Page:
MEXICO CITY — A federal judge in California on Monday revoked the U.S. citizenship of a former Guatemalan special forces officer and sentenced him to a maximum 10-year prison term for deceiving U.S. immigration officials and covering up his role in a 1982 massacre of 250 villagers in Guatemala, one of the worst atrocities in modern times in Latin America.
Jorge Sosa Orantes, now 55, was a lieutenant when he led fellow Guatemalan commandos into the Dos Erres jungle hamlet and killed villagers, according to a Justice Department statement, by “bludgeoning them on the head with a sledgehammer, shooting them or throwing them into the village well while still alive.”
“This prosecution demonstrates our resolve to deny safe haven to human rights violators and to ensure that these criminals are held accountable,” said acting Assistant Attorney General Mythili Raman.
Human rights activists said the jail term handed down to Sosa sends a message to other retired Latin American military officers living in the United States that they remain vulnerable despite past accommodation between previous U.S. administrations and repressive regimes in the Western Hemisphere.
Sosa “was a middle lower-level guy,” said Almudena Bernabeu, head of the transitional justice program at the San Francisco-based Center for Justice and Accountability, a legal advocacy group. “But he was a guy with blood on his hands.”
Bernabeu said survivors of massacres in Central America have awaited justice for decades knowing that some perpetrators obtained U.S. citizenship.
“From the victims’ perspective, this is really exciting,” she said.
The extent of the 1982 Dos Erres massacre became fully exposed only in the mid-1990s, when an Argentine team of forensic anthropologists excavated a 40-foot well where they found 162 skeletons, 67 of them of children under age 12.
According to testimony at Sosa’s trial, he and some 40 commandos under his leadership entered Dos Erres on Dec. 6, 1982, seeking to recover weapons lost in a nearby guerrilla ambush two months earlier that left 21 soldiers dead. The commandos removed villagers from their homes, separated the men from the women and children, and raped some of the young girls.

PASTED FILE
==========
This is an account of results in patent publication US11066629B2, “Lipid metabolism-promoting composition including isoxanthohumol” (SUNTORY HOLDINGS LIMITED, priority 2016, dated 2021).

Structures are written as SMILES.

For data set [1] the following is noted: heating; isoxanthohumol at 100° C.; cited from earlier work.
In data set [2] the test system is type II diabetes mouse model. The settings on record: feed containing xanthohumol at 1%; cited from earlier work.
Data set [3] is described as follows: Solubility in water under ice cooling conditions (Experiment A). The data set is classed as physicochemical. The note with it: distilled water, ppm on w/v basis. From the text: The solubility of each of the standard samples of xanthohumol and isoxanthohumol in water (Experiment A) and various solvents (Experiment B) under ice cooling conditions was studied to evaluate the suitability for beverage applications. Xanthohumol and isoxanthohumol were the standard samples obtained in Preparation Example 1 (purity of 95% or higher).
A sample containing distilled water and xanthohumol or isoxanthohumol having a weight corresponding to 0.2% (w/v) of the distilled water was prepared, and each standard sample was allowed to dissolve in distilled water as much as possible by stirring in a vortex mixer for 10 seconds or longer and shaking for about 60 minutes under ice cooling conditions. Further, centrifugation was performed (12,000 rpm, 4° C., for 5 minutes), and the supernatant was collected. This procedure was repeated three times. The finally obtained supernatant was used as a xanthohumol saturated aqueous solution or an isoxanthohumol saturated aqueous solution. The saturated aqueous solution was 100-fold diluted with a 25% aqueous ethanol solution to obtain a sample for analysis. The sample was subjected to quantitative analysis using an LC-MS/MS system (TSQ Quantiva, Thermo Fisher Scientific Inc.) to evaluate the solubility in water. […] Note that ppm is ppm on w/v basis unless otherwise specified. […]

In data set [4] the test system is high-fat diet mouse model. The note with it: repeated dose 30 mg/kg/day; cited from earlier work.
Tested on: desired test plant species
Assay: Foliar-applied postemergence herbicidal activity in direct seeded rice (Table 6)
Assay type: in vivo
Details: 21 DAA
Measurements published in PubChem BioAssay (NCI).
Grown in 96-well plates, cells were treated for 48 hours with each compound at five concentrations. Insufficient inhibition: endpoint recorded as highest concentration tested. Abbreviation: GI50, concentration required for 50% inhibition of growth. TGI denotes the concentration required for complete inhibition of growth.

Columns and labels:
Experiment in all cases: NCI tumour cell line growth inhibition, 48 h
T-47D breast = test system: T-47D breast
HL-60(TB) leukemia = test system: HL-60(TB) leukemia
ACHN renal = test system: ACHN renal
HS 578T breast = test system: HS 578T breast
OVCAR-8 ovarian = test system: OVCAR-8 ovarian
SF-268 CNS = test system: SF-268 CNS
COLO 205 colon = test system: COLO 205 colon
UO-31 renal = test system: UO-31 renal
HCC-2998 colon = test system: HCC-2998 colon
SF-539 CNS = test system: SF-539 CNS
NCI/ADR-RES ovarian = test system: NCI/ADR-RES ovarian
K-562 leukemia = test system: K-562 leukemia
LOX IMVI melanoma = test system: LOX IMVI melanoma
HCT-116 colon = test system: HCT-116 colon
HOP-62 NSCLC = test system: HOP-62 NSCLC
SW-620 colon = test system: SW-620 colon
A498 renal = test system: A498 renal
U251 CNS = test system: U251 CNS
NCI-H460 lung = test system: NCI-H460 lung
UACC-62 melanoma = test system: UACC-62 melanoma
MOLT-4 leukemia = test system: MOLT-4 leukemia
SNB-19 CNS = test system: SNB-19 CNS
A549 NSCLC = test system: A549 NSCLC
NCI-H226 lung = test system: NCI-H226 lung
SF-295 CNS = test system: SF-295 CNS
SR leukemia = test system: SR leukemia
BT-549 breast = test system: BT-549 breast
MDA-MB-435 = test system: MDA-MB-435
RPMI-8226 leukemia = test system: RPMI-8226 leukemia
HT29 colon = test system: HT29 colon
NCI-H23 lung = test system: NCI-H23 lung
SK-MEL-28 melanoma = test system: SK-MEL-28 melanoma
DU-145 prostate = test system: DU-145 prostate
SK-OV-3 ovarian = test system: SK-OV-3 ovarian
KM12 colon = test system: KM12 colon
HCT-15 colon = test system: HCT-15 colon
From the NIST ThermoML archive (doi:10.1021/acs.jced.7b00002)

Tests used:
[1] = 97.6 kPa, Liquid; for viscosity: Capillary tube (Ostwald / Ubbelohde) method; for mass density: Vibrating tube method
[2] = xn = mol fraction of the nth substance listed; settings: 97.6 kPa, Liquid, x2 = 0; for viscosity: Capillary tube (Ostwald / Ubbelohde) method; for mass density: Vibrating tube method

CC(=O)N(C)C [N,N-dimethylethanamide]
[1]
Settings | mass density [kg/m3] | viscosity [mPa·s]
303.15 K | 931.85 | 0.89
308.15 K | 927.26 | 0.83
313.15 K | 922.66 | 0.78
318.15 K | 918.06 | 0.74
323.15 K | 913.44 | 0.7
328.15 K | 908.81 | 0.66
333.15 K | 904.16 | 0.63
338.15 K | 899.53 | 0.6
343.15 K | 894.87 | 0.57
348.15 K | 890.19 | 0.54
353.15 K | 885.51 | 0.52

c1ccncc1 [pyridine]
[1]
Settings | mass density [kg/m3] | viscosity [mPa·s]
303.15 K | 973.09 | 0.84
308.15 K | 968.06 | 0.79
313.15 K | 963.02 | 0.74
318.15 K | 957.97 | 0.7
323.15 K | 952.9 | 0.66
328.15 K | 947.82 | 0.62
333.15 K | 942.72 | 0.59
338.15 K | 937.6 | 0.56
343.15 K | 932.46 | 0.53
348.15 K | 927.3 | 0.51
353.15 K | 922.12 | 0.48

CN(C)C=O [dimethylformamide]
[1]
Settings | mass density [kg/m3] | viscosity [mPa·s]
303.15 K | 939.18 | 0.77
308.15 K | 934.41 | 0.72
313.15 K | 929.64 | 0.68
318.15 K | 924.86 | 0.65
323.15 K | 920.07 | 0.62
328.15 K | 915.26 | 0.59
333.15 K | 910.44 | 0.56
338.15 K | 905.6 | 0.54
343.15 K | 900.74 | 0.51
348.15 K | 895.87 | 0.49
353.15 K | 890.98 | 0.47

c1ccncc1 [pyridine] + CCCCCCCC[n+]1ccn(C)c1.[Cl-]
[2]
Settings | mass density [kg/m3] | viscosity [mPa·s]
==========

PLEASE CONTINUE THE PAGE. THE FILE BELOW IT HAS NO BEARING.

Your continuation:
Experts now say they believe the commandos exterminated nearly all 250 villagers in Dos Erres, believing they sympathized with a leftist guerrilla movement.
Guatemala admitted responsibility for the massacre in 2000 before the Inter-American Commission on Human Rights, but a 2004 judicial decision gave the perpetrators amnesty.
The 36-year civil war in Guatemala that ended in 1996 left 200,000 people dead, the vast majority killed by state forces trying to end the leftist insurgency.
Sosa eventually settled east of Los Angeles, where he worked as a karate instructor, according to an investigation by ProPublica, a nonprofit investigative journalism organization. When Sosa got wind of a federal investigation against him in 2010, he fled to Mexico, then on to Canada, where he was arrested in 2011.
Sosa’s attorney, H.H. Kewalramani, said his client maintains his innocence.
“We’re disappointed with the sentence and we’ll be filing a notice of appeal,” Kewalramani said.
A federal jury convicted Sosa on Oct. 1 of making false statements and unlawfully procuring U.S. citizenship when he applied for U.S. residency in 1997 and when he obtained citizenship a decade later.
U.S. immigration agents have taken action against other Guatemalan special forces commandos, known as Kaibiles, involved in the Dos Erres massacre.
In one case, an ex-commando, Gilberto Jordan, had already become a U.S. citizen. In 2010, Jordan was sentenced in Florida to a 10-year jail term for lying on his citizenship application.
Another former Kaibil, Pedro Pimentel Rios, was deported to Guatemala in 2011 and subsequently tried for the Dos Erres massacre and sentenced to 6,060 years in prison. A fourth ex-Kaibil, Santos Lopez Alonso, is currently held in a U.S. holding facility pending a decision on his deportation.